President Obama addressed the National Academy of Sciences this morning at the group's annual meeting. Not since John F. Kennedy addressed NAS in 1963 has a president found the time to directly engage with the people whose ingenuity and hard work is directly responsible for many of the greatest improvements in our daily lives. And he did it within his first 100 days. He told a packed house that “the days of science taking a back seat to ideology are over,” and maybe his trip to the NAS building – and its timing – show that he’s serious. (Transcript here.)
In the speech, Obama recalled President Kennedy’s visionary investment in the space race, telling the story of astronaut William Anders snapping the famous photo of the earth rising over the moon’s horizon. The huge investments in scientific research and development that paved the way to that photo underscore the main theme of Obama’s speech, which was the intense focus he says he will place on developing clean energy technology for the next century. Obama spoke of funneling more money into primary and secondary education, tripling the number of National Science Foundation research fellowships, and stepping up funding for the Advanced Projects Research Agency – Energy (ARPA-E, a research center modeled on the Department of Defense’s DARPA, which concentrates on “radical innovation”).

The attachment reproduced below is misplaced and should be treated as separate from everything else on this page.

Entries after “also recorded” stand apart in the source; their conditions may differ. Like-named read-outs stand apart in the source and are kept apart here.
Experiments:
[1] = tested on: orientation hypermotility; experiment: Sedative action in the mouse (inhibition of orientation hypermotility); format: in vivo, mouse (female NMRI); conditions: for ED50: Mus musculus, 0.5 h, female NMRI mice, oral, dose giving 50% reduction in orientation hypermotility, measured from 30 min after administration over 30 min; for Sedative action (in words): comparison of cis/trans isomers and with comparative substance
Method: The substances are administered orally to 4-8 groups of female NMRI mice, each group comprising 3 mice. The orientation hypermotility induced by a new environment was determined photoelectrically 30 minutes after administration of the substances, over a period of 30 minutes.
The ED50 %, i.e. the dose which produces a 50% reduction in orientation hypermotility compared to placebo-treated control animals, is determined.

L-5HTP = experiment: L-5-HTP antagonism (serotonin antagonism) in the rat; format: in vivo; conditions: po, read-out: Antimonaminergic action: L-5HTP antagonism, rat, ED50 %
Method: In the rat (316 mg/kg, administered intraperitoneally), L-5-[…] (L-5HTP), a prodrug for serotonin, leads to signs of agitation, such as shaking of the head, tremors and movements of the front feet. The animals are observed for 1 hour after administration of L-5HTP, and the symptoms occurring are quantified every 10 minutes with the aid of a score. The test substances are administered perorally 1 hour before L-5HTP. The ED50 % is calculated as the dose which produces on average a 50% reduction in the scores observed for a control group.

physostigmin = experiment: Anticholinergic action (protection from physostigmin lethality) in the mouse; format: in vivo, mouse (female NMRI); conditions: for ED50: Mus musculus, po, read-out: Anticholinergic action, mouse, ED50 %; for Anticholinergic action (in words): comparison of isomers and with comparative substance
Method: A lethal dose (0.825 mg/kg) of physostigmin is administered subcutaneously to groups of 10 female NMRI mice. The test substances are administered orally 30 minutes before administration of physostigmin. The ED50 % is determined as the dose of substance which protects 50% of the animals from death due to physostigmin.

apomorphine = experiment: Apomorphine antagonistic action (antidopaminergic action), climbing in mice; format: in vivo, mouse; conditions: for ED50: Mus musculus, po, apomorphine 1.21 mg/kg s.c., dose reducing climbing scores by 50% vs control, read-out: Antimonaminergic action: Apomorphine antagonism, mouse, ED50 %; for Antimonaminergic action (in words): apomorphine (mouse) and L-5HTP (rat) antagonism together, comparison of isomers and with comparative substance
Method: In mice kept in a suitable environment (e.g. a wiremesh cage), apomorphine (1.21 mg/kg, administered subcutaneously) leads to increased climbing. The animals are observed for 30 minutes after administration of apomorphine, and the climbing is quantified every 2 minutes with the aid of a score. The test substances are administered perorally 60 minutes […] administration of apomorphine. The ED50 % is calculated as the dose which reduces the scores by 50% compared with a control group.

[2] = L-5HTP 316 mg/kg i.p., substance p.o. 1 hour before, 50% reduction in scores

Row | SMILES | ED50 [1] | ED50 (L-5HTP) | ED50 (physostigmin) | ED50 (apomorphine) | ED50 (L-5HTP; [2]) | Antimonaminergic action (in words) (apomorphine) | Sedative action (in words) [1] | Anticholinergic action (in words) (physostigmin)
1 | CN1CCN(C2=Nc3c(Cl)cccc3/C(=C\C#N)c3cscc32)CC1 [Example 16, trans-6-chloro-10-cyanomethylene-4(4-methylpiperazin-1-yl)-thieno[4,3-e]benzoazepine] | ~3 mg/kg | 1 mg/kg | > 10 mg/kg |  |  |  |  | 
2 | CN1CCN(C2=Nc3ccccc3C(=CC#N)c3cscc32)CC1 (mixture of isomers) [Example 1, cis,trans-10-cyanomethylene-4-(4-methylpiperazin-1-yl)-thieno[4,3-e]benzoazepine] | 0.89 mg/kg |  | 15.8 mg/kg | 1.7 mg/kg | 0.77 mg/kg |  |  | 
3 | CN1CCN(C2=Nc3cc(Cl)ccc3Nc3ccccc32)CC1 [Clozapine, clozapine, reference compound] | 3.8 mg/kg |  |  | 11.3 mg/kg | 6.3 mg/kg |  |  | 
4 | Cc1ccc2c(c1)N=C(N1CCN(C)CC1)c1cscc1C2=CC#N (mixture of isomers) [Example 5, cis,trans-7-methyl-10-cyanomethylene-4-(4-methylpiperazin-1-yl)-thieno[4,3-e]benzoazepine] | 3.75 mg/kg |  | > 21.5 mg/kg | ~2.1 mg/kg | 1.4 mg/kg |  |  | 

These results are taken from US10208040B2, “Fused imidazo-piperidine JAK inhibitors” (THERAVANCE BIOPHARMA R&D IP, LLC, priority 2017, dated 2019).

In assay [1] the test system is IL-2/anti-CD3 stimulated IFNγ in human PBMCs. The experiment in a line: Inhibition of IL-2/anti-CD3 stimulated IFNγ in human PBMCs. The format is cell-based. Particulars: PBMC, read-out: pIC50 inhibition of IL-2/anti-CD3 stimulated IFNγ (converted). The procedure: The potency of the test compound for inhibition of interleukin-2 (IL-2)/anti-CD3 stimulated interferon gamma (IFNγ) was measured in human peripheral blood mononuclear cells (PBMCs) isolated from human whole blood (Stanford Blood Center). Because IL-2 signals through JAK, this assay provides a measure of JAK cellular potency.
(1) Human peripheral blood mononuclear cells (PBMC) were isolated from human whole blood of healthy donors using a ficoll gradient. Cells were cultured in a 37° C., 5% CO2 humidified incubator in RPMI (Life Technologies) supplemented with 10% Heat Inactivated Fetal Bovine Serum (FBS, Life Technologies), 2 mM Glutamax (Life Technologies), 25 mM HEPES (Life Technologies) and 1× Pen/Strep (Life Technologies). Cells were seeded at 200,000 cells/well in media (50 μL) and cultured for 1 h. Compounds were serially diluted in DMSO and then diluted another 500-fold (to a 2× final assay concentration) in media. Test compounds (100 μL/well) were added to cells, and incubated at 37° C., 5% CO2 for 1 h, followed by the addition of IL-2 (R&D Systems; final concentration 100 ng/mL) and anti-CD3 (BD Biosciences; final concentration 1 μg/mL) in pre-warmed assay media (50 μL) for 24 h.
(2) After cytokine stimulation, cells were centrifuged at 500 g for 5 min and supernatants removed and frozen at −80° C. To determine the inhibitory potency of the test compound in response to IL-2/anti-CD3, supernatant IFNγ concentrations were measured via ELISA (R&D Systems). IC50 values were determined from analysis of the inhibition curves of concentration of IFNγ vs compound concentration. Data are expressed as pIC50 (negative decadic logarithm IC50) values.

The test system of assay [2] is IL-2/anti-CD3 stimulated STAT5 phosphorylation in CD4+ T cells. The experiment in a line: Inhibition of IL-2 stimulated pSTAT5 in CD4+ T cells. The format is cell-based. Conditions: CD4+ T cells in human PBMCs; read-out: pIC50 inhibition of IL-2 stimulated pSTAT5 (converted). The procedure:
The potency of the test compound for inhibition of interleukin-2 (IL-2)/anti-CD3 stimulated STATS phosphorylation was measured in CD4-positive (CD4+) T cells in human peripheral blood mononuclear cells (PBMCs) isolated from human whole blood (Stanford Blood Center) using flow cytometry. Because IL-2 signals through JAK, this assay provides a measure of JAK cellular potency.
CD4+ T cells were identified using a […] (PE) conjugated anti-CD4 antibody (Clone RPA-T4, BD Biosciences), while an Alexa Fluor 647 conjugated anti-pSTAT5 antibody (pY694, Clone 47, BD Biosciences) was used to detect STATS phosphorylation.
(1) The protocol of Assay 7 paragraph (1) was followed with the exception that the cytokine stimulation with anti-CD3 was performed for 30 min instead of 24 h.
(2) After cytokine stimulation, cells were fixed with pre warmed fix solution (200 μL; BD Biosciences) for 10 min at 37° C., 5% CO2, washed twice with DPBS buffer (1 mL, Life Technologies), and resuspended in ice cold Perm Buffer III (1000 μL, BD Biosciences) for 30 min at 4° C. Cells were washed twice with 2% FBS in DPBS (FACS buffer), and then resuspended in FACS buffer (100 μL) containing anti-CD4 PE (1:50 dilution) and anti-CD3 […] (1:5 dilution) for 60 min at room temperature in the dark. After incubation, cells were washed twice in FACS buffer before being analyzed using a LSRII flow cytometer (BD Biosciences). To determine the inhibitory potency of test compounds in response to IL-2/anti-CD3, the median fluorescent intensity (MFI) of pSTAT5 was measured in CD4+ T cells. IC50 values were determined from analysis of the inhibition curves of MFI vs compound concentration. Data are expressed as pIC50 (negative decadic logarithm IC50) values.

This is all great news, but the part of the speech that seemed to really excite the crowd (and listeners like me) was President Obama’s promise to “restore science to its rightful place.” He received a huge ovation for the line about ensuring science will no longer take a back seat to ideology. He then mentioned his March 9 memorandum on scientific integrity, which had outlined broad principles on separating science from politics and had requested that John Holdren, the director of the White House Office of Science and Technology Policy, draw up a series of specific policy recommendations.
Back on April 3, CPR President Rena Steinzor and Member Scholar Wendy Wagner wrote to Dr. Holdren with several of their ideas on scientific integrity policy, and asked him to open a public comment period on the issue. Obama announced that Holdren has done that, and more: he has established an interactive website that allows the public to comment on the memorandum – and comment on each other’s comments. Some commenters have already weighed in, and what follows should be interesting.